Overcast at dinner,
they all continued dancing

out in the yard

where the folk music played

and the totem pole bloomed,

their makeshift crowns blooming.
We forgot to drink tonight;

I would had danced with them.
The rain fell soft and cool;

meatballs with savory sour cream

and lingonberry jam

warmed my palate;

the waffles were too 

textually soft today
I’d flashback to my trip at 22

when I drank vodka with my cousins

in Vaxholm every day;

(I should had got some sex but didn’t);

I missed Midsommar over there,

I was on a ferry to Finland,

I missed the festivities and the hedonistic carryings-on,

my grandparents wanted to see Finland.
I’m here and not 22.

It’s a love-in 

as my NY Jewish friend says,

complete with beautiful 

fiddle players in folk dress.
We walked in Battery Park

seeing the sights:

the Clinton Castle,

the Stained Glass carousel,

the Globe that was on

the Twin Tower
It was pouring 

by the time we reached

the South Ferry station;

we entered the 1

on automated raised steps

in the humid platform.
Sunset still had an hour to go

but we had to go,

and the rain hasn’t stopped yet.

It’s not so unusual
that one-year-old boys

still in strollers in subways,

become so enamored & obsessed

with their own face,

a picture of them, frozen

on their mother’s smartphone,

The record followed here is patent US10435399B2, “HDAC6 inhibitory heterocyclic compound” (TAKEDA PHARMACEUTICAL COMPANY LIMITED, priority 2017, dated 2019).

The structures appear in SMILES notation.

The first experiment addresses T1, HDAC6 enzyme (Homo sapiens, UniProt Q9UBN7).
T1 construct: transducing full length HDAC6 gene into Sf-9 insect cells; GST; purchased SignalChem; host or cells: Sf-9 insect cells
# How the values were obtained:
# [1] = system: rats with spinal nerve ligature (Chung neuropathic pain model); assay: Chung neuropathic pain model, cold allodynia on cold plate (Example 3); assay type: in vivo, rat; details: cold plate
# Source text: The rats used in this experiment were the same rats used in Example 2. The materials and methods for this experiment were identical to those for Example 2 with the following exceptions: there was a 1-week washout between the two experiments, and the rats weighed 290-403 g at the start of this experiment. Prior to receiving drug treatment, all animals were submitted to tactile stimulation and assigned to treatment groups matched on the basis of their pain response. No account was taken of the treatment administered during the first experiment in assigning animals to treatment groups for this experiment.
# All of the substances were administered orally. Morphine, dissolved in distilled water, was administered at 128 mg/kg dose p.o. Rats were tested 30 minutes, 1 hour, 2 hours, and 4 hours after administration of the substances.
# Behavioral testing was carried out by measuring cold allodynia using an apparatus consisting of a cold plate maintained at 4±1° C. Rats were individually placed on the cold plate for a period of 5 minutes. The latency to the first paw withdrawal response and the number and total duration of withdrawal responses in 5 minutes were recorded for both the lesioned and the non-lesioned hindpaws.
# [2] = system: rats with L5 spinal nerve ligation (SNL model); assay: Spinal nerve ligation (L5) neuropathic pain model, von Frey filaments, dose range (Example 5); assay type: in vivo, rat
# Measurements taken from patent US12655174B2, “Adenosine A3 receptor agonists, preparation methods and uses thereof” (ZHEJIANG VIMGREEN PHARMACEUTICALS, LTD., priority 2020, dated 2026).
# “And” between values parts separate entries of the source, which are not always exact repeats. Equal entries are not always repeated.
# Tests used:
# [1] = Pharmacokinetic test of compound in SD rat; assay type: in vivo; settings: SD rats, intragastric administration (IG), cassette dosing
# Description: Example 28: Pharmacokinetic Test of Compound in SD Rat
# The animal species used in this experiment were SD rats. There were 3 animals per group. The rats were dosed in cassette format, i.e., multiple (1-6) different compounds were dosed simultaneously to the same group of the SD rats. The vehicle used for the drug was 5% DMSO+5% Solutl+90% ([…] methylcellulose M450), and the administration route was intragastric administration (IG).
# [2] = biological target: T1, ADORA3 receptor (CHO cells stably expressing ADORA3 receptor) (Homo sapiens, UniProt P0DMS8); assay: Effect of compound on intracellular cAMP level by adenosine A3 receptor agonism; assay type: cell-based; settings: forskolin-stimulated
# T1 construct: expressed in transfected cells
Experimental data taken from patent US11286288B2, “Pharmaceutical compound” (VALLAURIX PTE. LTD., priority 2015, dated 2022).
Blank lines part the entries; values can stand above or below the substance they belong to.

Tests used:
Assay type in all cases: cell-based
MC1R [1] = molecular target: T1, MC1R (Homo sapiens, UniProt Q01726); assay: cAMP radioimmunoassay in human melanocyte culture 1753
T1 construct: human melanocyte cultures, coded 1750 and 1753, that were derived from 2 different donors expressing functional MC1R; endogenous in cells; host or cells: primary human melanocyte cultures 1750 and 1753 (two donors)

Then they see you and hum with delight,

like any young man would. 
Nor is it too strange

for an older young man (20s or so)

to glide on his skateboard

towards Astor Place,

wearing a full-body Spiderman cosplay suit

in over 80-degree weather;

his girl, who walks behind him for support,

wears a black t-shirt with all 

the famous bearded Duck Dynasty stars

smiling pensively, all in a row,

as she walks along with her Spidey,

her long, fizzy, hair flying. 
Outside of Van Leeuwen’s,

another lady, who’s not so happy,

as if she was a fallen amine hero 

defeated at the Battle of the Moon;

her hair straightened and dyed

first platinum then baby girl pink,

her eyes closed by perfectly straight lines,

just horizontal, no curve there, no black pencil,

she walks past, wishing she was invisible—
No one can be invisible or unnoticed here,

even in old age, we all take up space

when the young kids leave home,

milling from E 7th Street

to 1st Ave.,

they are too busy gawking at the

Cooper Union

to stop to have tea with me….
No, it’s not so strange 

to see these things

in the East Village.

This is New York, after all.